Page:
Women often ask their doctors whether they should have another test, in addition to a mammogram, when they are being screened for breast cancer. It may seem logical to think that if every woman had routine screening by breast MRI, it would result in earlier diagnosis and treatment of cancer. However, because breast MRI is a very sensitive test, it will find even tiny lumps in the breast.
Well, finding everything in the breast is a good thing, right? Not necessarily!
In the average-risk woman, most of the lumps and bumps found on breast MRI turn out to be nothing of concern. Unfortunately, making that determination can require a patient to undergo several biopsies and, in the meantime, experience a great deal of mental anguish.
Therefore, because of the sensitivity of this test, breast MRI is reserved only for women who are considered at high risk for breast cancer or for those women who have already been diagnosed with breast cancer and are at high risk for another cancer elsewhere in the breasts. The American College of Radiology guidelines recommend breast MRI for the following groups of women:
- Women with 20% or greater lifetime risk of cancer (This risk is calculated using a mathematical model that considers answers to questions such as the following: How many relatives with breast cancer do you have? How old you were when you started your period? How old you were when you had your first baby?)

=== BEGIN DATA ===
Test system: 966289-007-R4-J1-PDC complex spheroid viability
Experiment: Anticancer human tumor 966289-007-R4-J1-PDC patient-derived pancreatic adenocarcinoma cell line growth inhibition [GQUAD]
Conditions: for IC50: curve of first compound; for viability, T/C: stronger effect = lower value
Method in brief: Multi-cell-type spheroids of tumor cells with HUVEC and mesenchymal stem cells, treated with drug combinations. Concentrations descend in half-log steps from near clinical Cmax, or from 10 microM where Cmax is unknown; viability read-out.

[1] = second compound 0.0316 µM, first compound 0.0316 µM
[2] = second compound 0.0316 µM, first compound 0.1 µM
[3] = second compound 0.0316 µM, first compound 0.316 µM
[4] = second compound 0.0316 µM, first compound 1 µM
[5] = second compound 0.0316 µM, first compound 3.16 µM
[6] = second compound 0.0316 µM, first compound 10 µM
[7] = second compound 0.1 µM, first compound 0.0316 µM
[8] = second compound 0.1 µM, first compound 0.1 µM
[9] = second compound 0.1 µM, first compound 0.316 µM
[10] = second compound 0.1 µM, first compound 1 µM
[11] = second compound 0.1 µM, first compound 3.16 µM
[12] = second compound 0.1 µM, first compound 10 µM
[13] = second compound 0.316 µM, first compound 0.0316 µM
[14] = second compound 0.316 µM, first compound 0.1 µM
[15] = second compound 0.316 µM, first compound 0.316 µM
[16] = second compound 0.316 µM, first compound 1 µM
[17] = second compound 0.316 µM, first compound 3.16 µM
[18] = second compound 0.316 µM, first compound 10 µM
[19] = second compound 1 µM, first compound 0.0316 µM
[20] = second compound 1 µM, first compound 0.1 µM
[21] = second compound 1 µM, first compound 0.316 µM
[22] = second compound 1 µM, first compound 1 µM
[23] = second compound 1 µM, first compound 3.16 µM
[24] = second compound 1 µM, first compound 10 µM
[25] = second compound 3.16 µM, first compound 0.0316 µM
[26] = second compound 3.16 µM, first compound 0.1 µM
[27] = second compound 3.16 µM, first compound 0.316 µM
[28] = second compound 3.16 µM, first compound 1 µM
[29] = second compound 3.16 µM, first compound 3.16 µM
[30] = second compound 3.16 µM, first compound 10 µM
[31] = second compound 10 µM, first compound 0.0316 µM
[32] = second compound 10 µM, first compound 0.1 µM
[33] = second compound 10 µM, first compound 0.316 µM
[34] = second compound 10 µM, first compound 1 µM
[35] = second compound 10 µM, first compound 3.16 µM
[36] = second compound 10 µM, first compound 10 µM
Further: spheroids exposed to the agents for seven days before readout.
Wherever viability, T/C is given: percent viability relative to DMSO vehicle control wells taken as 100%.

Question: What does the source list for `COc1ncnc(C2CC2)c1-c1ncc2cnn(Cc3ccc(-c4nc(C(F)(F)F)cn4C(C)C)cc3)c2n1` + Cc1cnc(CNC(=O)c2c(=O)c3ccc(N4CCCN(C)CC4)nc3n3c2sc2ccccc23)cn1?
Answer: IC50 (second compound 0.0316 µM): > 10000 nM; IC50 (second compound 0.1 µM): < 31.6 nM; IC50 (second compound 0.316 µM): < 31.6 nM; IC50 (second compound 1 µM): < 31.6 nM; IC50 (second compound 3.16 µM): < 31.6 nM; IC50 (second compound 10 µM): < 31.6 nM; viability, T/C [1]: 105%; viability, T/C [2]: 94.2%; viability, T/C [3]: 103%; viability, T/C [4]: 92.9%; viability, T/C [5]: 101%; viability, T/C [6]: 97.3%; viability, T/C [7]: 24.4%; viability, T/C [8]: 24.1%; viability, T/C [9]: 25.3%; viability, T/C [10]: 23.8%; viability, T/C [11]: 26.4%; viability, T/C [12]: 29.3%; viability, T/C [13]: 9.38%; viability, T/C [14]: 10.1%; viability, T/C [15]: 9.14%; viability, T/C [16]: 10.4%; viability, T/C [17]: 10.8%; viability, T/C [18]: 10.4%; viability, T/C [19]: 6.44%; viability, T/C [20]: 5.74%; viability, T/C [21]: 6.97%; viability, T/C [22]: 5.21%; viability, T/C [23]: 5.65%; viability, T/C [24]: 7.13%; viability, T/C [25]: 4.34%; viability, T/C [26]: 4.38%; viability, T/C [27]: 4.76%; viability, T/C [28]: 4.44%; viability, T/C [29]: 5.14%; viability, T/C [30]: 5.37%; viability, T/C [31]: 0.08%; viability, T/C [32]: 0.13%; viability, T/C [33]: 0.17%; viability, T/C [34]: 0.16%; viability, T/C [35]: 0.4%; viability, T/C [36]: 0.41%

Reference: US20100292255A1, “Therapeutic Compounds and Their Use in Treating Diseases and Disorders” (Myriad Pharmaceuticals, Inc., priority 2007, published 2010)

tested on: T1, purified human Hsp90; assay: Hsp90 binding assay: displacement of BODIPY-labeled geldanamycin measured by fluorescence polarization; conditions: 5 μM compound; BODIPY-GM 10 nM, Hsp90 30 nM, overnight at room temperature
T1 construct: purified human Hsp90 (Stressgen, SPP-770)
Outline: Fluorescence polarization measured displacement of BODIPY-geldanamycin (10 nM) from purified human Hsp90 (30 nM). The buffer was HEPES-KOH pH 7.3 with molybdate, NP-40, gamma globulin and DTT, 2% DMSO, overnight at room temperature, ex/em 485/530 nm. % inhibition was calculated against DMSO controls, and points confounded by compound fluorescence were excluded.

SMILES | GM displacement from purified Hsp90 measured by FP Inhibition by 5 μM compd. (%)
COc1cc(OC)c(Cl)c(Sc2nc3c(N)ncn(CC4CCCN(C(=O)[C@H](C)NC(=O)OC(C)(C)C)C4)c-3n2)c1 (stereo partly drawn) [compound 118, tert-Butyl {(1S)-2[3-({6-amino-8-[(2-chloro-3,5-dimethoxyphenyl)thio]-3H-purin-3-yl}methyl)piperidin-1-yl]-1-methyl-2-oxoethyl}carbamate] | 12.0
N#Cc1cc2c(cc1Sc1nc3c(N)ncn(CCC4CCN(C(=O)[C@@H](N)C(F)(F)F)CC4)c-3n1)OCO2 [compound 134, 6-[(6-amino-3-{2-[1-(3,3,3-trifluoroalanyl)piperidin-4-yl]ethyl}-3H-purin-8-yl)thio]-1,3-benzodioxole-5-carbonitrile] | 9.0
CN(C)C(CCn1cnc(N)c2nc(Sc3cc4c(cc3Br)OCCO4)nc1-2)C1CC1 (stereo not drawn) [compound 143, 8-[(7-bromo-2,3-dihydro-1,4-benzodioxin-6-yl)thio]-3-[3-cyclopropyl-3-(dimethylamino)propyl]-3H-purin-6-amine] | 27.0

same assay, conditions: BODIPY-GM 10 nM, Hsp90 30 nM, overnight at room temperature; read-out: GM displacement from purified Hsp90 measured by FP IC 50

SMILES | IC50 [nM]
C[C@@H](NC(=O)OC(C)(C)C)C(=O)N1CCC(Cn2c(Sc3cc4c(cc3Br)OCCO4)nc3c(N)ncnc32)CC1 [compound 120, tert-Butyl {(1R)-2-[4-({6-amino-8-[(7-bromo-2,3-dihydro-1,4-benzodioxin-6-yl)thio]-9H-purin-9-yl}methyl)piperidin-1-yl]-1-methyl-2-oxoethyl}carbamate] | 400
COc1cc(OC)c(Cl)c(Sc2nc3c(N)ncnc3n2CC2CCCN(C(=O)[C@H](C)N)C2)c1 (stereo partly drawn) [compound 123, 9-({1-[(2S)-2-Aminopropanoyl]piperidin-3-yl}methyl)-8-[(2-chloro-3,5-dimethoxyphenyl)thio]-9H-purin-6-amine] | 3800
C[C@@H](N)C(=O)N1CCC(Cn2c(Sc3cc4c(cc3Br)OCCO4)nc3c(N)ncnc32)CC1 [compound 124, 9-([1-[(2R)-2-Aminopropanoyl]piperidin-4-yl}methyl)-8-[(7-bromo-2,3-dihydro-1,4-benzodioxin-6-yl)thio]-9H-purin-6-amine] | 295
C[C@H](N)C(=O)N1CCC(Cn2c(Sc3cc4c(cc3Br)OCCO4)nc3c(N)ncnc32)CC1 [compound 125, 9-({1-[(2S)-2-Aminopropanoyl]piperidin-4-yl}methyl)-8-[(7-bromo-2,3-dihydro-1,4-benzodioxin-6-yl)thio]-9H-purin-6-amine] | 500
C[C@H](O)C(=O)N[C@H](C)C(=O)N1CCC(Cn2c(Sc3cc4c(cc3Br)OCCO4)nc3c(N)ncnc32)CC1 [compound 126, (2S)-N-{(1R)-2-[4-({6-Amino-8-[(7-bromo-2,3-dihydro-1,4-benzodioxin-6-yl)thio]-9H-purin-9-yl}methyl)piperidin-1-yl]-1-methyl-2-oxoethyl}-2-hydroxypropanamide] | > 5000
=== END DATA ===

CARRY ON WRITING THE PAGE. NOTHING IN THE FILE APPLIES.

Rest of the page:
- Women who have just been diagnosed with breast cancer and now need a more detailed look at the rest of the breasts
- Women with breast implants in whom mammogram is difficult (An experienced mammographer, however, can obtain a good mammogram in women with implants.)
- Women in unique situations, such as those with cancer remaining in the breast despite having had surgery or those with possible cancer in a reconstructed breast
Women who do not fall into the above categories probably do not need breast MRI and in fact may be harmed by breast MRI if it leads to a lot of unnecessary tests and biopsies.
Being female and aging are the 2 most important risk factors for the development of breast cancer. However, women with only these 2 risk factors are considered average risk, and do not need screening breast MRI.
You have a first-degree family relative (mother, sister, or daughter) or many other relatives with breast cancer on either side of the family.
You had your first baby after age 35 or have never had children.
You have had previous breast biopsies, especially if those results showed DCIS, LCIS, ADH, or ALH.
You have a family member with BRCA1 or BRCA2, sometimes referred to as “the breast cancer genes.”
These risk factors may indicate that you have a higher risk of breast cancer than the average woman. Your doctor can assess your risk for developing breast cancer and determine if a breast MRI is appropriate in your case.
The American Society of Breast Surgeons’ Consensus Statement